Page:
At work the other day we had a brief discussion about deception. The consensus was that it isn’t a good thing, but, in the course of conversation, I confessed to an ongoing act of deception when I was much, much younger.
My husband (first one) worked late when my children were small, so I usually fed the children early, then kept his dinner warm in the oven. Since it was difficult to cook and care for two hungry toddlers by myself, I took shortcuts, one of which was the use of instant mashed potatoes.
One evening when my husband came home earlier than usual, he saw me using instant mashed potatoes and said, for the first time, that he didn’t like them. He said he didn’t want anything but real mashed potatoes in the future, ones that would have to be peeled, cubed, cooked for 45 minutes and then mashed. As he was the nominal head of the household, I fully intended to comply with his wishes and cook the potatoes the way he liked them. At least that was the plan.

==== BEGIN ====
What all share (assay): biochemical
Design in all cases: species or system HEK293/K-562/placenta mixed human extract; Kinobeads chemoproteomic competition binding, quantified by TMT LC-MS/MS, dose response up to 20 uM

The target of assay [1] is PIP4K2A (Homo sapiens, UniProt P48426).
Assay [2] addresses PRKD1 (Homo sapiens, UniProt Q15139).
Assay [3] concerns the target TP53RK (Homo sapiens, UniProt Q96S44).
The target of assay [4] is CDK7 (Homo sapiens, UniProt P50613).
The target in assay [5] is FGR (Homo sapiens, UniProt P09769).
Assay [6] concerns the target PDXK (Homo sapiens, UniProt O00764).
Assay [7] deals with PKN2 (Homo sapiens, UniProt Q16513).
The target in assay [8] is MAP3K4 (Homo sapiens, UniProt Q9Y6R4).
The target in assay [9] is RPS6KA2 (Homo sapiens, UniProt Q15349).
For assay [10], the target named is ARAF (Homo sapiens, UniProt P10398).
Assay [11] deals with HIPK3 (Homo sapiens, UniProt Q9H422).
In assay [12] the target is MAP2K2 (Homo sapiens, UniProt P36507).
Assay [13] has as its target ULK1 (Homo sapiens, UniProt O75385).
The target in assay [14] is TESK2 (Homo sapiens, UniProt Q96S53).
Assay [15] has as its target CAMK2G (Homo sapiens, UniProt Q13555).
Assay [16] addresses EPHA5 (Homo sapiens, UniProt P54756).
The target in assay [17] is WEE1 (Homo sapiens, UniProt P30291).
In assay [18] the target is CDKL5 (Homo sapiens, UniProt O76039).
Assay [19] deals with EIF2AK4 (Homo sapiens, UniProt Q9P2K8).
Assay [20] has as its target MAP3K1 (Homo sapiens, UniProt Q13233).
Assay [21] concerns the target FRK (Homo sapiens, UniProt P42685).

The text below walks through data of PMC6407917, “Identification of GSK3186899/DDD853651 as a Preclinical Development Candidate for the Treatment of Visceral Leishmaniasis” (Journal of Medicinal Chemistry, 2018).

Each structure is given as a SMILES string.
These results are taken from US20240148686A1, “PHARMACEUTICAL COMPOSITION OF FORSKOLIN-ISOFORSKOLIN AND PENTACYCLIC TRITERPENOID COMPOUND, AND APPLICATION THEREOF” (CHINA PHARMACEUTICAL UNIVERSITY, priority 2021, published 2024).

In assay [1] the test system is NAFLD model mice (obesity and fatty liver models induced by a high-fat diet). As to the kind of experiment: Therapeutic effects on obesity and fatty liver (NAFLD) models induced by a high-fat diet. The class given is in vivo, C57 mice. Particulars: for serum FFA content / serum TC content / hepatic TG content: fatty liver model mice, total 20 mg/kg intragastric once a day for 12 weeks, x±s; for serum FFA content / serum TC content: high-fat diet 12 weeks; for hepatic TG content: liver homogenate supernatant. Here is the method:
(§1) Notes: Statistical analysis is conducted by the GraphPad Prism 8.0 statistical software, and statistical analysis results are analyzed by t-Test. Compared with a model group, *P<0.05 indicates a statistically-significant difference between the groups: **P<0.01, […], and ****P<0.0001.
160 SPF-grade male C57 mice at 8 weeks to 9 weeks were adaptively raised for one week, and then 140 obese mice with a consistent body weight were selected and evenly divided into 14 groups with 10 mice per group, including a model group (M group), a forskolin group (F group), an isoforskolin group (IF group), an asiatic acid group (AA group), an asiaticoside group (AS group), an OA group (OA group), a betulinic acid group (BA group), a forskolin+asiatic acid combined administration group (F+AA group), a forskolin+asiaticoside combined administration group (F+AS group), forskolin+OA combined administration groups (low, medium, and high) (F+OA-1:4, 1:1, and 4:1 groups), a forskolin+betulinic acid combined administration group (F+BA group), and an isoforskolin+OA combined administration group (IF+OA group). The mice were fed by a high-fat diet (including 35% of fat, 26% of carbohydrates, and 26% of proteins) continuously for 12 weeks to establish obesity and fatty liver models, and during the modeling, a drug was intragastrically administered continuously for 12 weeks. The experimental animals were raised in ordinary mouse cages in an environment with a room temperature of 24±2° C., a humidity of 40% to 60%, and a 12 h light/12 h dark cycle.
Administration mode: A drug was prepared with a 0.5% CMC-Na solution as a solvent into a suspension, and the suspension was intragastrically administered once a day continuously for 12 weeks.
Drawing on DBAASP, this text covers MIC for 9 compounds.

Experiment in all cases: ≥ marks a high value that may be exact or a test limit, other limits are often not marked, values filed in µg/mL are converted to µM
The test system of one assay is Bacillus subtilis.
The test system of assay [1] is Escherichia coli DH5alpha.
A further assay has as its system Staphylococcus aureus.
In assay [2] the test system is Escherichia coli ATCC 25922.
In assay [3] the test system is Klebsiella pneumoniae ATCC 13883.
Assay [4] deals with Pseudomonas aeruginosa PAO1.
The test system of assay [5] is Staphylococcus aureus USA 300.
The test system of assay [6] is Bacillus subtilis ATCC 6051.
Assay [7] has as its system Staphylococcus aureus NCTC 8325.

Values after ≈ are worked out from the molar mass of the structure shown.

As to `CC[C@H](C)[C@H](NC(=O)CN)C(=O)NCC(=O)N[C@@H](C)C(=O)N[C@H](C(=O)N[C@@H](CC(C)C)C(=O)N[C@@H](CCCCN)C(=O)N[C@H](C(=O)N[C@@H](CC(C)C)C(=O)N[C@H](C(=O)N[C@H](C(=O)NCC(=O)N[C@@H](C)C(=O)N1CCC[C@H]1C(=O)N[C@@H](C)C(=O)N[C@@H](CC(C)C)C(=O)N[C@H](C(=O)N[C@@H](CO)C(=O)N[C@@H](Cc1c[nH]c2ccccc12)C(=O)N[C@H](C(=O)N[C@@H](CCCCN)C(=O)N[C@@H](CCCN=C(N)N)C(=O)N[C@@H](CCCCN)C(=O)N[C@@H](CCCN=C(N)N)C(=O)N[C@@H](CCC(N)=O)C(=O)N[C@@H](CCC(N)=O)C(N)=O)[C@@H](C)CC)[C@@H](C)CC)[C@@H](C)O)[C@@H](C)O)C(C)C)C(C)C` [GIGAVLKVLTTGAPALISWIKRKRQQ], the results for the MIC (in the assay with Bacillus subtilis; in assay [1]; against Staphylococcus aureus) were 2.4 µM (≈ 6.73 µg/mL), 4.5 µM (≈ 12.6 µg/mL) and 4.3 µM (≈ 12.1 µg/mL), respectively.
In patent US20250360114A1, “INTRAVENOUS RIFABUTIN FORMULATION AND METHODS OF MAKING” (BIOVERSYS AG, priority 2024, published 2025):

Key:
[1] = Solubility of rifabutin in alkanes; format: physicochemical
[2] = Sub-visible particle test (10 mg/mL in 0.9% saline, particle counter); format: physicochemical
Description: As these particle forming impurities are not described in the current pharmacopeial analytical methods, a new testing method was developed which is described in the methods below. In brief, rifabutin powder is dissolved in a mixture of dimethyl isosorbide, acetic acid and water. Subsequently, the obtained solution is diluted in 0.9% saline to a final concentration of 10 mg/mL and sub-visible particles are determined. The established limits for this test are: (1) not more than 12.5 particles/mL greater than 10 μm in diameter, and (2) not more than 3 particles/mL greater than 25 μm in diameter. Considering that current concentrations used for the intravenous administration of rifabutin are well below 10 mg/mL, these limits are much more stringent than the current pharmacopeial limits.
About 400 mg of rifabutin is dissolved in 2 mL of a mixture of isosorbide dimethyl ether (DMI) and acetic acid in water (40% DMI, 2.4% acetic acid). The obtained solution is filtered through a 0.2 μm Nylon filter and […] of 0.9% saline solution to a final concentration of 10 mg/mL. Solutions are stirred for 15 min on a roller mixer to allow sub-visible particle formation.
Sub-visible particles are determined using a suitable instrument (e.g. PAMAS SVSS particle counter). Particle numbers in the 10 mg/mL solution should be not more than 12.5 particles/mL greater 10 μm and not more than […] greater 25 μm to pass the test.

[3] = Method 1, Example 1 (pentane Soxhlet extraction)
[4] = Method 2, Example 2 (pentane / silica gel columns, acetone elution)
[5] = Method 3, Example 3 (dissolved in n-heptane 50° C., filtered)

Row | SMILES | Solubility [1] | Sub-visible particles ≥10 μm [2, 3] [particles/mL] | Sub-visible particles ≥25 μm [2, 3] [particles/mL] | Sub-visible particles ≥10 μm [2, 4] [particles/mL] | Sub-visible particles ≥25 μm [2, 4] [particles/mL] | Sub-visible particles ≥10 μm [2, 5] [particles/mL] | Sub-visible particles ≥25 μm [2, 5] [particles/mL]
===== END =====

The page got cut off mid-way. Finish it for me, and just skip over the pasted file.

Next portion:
A few days later, while I still had dry instant potatoes in the house, the children fussed about being hungry. To hurry their dinner along, I decided to cook them something quickly and fix something else later for my husband. I pulled out the instant potatoes again.
Unfortunately, I used too much water, and the potatoes were a little soupy. I tried to thicken them by adding more dry potato buds. That made them look like they should, but it also made them lumpy. None of the potato buds I'd added in the second go-round had absorbed enough liquid.
That’s when my husband walked in, early again. Before I could stop him, he stuck a fork in the bowl of potatoes and took a bite. “Mmm,” he said. “Now, that’s more like it.”
Quickly assessing my options, I kept my mouth shut. We were married for about two more years after that, during which almost all of the mashed potatoes I served him were lumpy instant ones. He never complained about them, not even once.
So, I ask you: do you blame me? What would you have done?